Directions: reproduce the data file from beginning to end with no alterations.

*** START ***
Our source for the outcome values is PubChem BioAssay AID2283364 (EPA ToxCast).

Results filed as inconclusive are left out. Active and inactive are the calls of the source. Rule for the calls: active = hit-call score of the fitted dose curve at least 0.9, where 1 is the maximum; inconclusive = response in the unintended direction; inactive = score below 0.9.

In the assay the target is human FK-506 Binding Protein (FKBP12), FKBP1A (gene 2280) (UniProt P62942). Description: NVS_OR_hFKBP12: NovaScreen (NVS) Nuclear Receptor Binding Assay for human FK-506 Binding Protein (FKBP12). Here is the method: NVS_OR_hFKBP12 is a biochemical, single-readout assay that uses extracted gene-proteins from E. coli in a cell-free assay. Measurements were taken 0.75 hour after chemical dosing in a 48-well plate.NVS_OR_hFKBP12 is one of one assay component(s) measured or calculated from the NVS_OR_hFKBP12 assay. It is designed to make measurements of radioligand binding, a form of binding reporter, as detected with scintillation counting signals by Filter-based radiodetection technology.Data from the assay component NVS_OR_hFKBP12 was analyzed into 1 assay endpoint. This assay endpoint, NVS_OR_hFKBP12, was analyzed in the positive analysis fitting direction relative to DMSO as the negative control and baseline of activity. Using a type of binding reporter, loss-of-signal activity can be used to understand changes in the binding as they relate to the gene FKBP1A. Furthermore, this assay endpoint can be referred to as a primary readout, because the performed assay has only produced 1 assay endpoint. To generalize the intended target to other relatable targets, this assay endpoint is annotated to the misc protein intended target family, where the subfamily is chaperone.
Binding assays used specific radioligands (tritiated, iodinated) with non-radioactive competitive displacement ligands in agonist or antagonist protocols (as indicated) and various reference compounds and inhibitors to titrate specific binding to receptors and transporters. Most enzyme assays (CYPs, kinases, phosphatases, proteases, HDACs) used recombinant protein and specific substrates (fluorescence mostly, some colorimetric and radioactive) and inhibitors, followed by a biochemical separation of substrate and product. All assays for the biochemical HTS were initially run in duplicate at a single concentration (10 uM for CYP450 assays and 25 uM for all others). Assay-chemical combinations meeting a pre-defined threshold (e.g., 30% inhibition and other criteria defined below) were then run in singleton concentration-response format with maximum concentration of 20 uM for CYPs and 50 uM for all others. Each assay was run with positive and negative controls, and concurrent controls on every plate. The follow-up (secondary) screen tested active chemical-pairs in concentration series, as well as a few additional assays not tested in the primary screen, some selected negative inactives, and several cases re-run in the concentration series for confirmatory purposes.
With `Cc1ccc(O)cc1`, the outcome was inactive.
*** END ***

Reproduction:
Our source for the outcome values is PubChem BioAssay AID2283364 (EPA ToxCast).

Results filed as inconclusive are left out. Active and inactive are the calls of the source. Rule for the calls: active = hit-call score of the fitted dose curve at least 0.9, where 1 is the maximum; inconclusive = response in the unintended direction; inactive = score below 0.9.

In the assay the target is human FK-506 Binding Protein (FKBP12), FKBP1A (gene 2280) (UniProt P62942). Description: NVS_OR_hFKBP12: NovaScreen (NVS) Nuclear Receptor Binding Assay for human FK-506 Binding Protein (FKBP12). Here is the method: NVS_OR_hFKBP12 is a biochemical, single-readout assay that uses extracted gene-proteins from E. coli in a cell-free assay. Measurements were taken 0.75 hour after chemical dosing in a 48-well plate.NVS_OR_hFKBP12 is one of one assay component(s) measured or calculated from the NVS_OR_hFKBP12 assay. It is designed to make measurements of radioligand binding, a form of binding reporter, as detected with scintillation counting signals by Filter-based radiodetection technology.Data from the assay component NVS_OR_hFKBP12 was analyzed into 1 assay endpoint. This assay endpoint, NVS_OR_hFKBP12, was analyzed in the positive analysis fitting direction relative to DMSO as the negative control and baseline of activity. Using a type of binding reporter, loss-of-signal activity can be used to understand changes in the binding as they relate to the gene FKBP1A. Furthermore, this assay endpoint can be referred to as a primary readout, because the performed assay has only produced 1 assay endpoint. To generalize the intended target to other relatable targets, this assay endpoint is annotated to the misc protein intended target family, where the subfamily is chaperone.
Binding assays used specific radioligands (tritiated, iodinated) with non-radioactive competitive displacement ligands in agonist or antagonist protocols (as indicated) and various reference compounds and inhibitors to titrate specific binding to receptors and transporters. Most enzyme assays (CYPs, kinases, phosphatases, proteases, HDACs) used recombinant protein and specific substrates (fluorescence mostly, some colorimetric and radioactive) and inhibitors, followed by a biochemical separation of substrate and product. All assays for the biochemical HTS were initially run in duplicate at a single concentration (10 uM for CYP450 assays and 25 uM for all others). Assay-chemical combinations meeting a pre-defined threshold (e.g., 30% inhibition and other criteria defined below) were then run in singleton concentration-response format with maximum concentration of 20 uM for CYPs and 50 uM for all others. Each assay was run with positive and negative controls, and concurrent controls on every plate. The follow-up (secondary) screen tested active chemical-pairs in concentration series, as well as a few additional assays not tested in the primary screen, some selected negative inactives, and several cases re-run in the concentration series for confirmatory purposes.
With `Cc1ccc(O)cc1`, the outcome was inactive.